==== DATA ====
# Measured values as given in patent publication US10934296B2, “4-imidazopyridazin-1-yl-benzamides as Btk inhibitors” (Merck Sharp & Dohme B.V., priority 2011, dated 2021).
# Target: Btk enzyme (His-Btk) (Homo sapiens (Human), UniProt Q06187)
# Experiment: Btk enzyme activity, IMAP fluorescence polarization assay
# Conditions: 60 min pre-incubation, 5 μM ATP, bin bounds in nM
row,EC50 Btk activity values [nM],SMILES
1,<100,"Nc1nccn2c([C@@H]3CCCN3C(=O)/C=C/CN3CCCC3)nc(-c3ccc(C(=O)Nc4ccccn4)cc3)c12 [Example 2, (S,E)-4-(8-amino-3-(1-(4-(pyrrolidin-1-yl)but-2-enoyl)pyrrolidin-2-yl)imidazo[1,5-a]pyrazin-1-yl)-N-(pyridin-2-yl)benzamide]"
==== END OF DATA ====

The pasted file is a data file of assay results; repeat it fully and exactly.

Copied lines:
# Measured values as given in patent publication US10934296B2, “4-imidazopyridazin-1-yl-benzamides as Btk inhibitors” (Merck Sharp & Dohme B.V., priority 2011, dated 2021).
# Target: Btk enzyme (His-Btk) (Homo sapiens (Human), UniProt Q06187)
# Experiment: Btk enzyme activity, IMAP fluorescence polarization assay
# Conditions: 60 min pre-incubation, 5 μM ATP, bin bounds in nM
row,EC50 Btk activity values [nM],SMILES
1,<100,"Nc1nccn2c([C@@H]3CCCN3C(=O)/C=C/CN3CCCC3)nc(-c3ccc(C(=O)Nc4ccccn4)cc3)c12 [Example 2, (S,E)-4-(8-amino-3-(1-(4-(pyrrolidin-1-yl)but-2-enoyl)pyrrolidin-2-yl)imidazo[1,5-a]pyrazin-1-yl)-N-(pyridin-2-yl)benzamide]"